Christian McCaffrey is headed west. In the running back's wake remains a Panthers team forced to answer questions about its future.
The McCaffrey trade did not shock anyone, of course, as it had been rumored since coach Matt Rhule was fired on Oct. 10. In order to pry McCaffrey from the Panthers, interested teams would have to make an "overwhelming" offer, NFL Network Insider Ian Rapoport reported last weekend.
In the end, an assortment of picks -- second-, third- and fourth-round picks in 2023 and a fifth-round selection in 2024 -- were needed to complete the deal between San Francisco and Carolina, but interestingly, the trade did not require a first-round pick. Carolina is now stocked with selections to remake the team into a winner through the draft, leading many to wonder whether the Panthers might surrender their hopes of contending in 2022 in order to better position themselves for the future.
"There's no such thing as tanking when it comes to myself and the guys in that locker room," interim head coach Steve Wilks said, via The Athletic's Joseph Person.
Wilks' response is understandably predictable. Carolina elevated the former assistant and one-time head coach in order to give him a lengthy audition in the interim head coach role, one in which he must win in order to preserve his chances of getting the job permanently.
As for general manager Scott Fitterer -- who, unlike Rhule, was not fired earlier this month -- his roadmap might look a little different, depending on owner David Tepper's long-term plans.
For now, Fitterer remains in Charlotte. He swung a deal that sent the team's top player packing, and could have a significant long-term impact on how he's viewed as the man in charge of the Panthers' roster.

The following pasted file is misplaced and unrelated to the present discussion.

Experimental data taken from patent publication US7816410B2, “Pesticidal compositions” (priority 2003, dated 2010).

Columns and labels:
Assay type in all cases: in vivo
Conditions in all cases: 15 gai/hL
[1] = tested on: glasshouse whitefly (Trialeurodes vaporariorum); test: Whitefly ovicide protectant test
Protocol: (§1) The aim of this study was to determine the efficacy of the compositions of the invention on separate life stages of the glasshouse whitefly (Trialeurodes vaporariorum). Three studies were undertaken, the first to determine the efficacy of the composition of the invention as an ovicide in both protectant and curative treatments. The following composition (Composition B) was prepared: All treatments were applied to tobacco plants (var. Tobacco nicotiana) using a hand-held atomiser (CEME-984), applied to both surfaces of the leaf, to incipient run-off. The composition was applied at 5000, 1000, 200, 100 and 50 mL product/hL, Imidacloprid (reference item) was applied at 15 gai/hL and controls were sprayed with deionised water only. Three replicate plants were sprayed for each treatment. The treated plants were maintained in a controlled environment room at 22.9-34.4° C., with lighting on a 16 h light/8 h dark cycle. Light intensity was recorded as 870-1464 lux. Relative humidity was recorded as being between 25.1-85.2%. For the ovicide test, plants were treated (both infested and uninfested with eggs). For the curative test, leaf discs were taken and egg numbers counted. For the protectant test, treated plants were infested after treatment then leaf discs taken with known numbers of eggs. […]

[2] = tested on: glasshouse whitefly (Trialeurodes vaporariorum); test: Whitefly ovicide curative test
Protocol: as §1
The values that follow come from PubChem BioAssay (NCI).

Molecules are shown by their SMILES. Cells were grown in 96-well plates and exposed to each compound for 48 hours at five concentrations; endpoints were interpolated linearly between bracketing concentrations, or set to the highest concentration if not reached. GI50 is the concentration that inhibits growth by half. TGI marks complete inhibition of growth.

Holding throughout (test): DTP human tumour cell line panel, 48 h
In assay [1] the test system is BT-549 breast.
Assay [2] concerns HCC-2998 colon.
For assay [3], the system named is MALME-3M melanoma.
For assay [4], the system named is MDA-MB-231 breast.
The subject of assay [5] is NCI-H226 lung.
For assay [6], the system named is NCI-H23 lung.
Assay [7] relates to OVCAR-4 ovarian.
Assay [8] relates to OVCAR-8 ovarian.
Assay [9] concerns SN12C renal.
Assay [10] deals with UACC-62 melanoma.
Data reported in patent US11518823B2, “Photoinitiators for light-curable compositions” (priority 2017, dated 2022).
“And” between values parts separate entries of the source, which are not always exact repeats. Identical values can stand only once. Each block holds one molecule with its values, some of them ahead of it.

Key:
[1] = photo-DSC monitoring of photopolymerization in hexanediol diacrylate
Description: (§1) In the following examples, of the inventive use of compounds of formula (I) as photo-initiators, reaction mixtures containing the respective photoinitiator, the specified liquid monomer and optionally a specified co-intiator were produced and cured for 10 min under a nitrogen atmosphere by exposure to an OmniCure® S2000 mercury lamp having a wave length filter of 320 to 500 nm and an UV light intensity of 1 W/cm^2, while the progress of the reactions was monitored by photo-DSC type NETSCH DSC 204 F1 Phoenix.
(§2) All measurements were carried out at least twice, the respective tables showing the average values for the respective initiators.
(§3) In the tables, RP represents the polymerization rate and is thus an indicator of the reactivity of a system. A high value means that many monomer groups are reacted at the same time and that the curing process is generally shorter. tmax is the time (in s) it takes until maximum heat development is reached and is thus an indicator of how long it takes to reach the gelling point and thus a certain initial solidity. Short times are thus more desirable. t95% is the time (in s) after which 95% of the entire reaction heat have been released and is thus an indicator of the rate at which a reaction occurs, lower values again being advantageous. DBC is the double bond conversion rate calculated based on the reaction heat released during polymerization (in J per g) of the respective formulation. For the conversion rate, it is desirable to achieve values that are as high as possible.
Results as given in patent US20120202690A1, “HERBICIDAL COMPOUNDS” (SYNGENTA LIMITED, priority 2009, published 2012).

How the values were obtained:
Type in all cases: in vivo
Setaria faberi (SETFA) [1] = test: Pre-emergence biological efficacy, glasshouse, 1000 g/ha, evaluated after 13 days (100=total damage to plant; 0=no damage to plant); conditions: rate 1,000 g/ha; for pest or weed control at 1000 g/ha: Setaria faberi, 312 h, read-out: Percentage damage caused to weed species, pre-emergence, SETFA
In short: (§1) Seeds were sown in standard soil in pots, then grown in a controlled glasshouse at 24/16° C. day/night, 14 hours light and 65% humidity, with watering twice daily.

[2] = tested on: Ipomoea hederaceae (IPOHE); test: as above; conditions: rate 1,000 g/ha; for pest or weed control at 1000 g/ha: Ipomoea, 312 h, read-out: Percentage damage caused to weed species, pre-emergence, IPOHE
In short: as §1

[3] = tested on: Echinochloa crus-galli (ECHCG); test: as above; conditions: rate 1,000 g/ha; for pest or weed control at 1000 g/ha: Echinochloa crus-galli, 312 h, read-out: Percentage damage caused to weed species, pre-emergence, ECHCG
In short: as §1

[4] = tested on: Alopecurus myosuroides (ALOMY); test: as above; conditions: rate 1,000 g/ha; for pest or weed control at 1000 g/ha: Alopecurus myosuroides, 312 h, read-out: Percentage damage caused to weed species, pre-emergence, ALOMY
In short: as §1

"It's really tough to move off from him," Fitterer said of McCaffrey, via the Charlotte Observer's Scott Fowler. "But we thought it was the right decision and the right value."
Fitterer told reporters Friday that interest in McCaffrey started picking up Tuesday, and he received three legitimate offers, including a couple of "test-the-waters" type of offers; Rapoport reported Thursday the Rams were also in play for the RB. In the end, the aforementioned haul of picks was enough to convince Fitterer to ship McCaffrey -- a player who is under contract through 2025 -- to San Francisco.
Although the deal didn't include a first-round pick, Fitterer explained the Panthers viewed the four picks they received as the equivalent of a top choice. More importantly, Carolina has four picks in the first three rounds of the 2022 draft, which Fitterer sees as a good place to start reshaping the roster.
The responsibility now falls squarely on the shoulders of Fitterer, who is tasked with spending Carolina's picks wisely in order to add quality talent to a team that doesn't exactly lack it. The Panthers entered 2022 with higher hopes because of the weapons they had at receiver, plus the return of a healthy McCaffrey. Adding quarterback Baker Mayfield seemed to solve their last remaining question, but the sum of these parts has not produced as expected, leading Fitterer to trade one of the aforementioned receivers (Robbie Anderson) to Arizona.
Fitterer has only been with the Panthers since early 2021, which helps explain why he is still employed despite Carolina's struggles. In order to see if he's truly deserving of the job, the GM should be given more time. But after his offseason moves didn't pay off as envisioned, Tepper decided someone had to go. That someone was Rhule, leaving only Fitterer to answer for any future issues.
Trading away McCaffrey signaled a change in course for the Panthers, and the start of a window in which Fitterer must capitalize. The clock is now ticking on the GM.
"I'm not worried about my job, coach Wilks' job -- our job is to get it right," the GM said Friday.
It's not yet time to worry. It is time, however, to start focusing on 2023, an offseason in which Fitterer cannot afford to swing and miss.